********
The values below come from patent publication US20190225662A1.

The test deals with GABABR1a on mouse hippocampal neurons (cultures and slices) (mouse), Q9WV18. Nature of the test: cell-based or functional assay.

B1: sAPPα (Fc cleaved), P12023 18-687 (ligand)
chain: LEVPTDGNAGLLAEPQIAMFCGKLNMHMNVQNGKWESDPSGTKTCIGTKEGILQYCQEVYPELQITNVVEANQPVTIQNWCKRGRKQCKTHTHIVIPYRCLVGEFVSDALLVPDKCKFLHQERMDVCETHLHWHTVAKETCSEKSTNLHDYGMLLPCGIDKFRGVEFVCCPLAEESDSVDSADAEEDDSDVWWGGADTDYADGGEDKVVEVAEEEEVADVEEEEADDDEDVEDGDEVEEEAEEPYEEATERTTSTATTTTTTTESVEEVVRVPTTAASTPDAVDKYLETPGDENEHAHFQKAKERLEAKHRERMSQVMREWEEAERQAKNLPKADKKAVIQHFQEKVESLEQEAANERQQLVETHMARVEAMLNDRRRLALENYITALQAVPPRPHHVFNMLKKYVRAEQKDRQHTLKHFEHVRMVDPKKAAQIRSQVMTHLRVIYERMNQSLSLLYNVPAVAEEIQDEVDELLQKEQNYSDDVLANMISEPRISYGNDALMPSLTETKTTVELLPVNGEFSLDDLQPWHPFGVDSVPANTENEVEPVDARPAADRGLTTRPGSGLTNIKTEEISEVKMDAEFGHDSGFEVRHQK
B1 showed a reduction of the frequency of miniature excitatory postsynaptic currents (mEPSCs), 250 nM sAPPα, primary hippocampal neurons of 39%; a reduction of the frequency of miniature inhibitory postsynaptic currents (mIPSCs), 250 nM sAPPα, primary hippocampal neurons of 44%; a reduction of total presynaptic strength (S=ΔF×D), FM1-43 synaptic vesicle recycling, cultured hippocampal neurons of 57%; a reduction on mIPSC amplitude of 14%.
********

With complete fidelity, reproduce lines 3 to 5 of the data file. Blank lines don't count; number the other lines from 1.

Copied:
B1: sAPPα (Fc cleaved), P12023 18-687 (ligand)
chain: LEVPTDGNAGLLAEPQIAMFCGKLNMHMNVQNGKWESDPSGTKTCIGTKEGILQYCQEVYPELQITNVVEANQPVTIQNWCKRGRKQCKTHTHIVIPYRCLVGEFVSDALLVPDKCKFLHQERMDVCETHLHWHTVAKETCSEKSTNLHDYGMLLPCGIDKFRGVEFVCCPLAEESDSVDSADAEEDDSDVWWGGADTDYADGGEDKVVEVAEEEEVADVEEEEADDDEDVEDGDEVEEEAEEPYEEATERTTSTATTTTTTTESVEEVVRVPTTAASTPDAVDKYLETPGDENEHAHFQKAKERLEAKHRERMSQVMREWEEAERQAKNLPKADKKAVIQHFQEKVESLEQEAANERQQLVETHMARVEAMLNDRRRLALENYITALQAVPPRPHHVFNMLKKYVRAEQKDRQHTLKHFEHVRMVDPKKAAQIRSQVMTHLRVIYERMNQSLSLLYNVPAVAEEIQDEVDELLQKEQNYSDDVLANMISEPRISYGNDALMPSLTETKTTVELLPVNGEFSLDDLQPWHPFGVDSVPANTENEVEPVDARPAADRGLTTRPGSGLTNIKTEEISEVKMDAEFGHDSGFEVRHQK
B1 showed a reduction of the frequency of miniature excitatory postsynaptic currents (mEPSCs), 250 nM sAPPα, primary hippocampal neurons of 39%; a reduction of the frequency of miniature inhibitory postsynaptic currents (mIPSCs), 250 nM sAPPα, primary hippocampal neurons of 44%; a reduction of total presynaptic strength (S=ΔF×D), FM1-43 synaptic vesicle recycling, cultured hippocampal neurons of 57%; a reduction on mIPSC amplitude of 14%.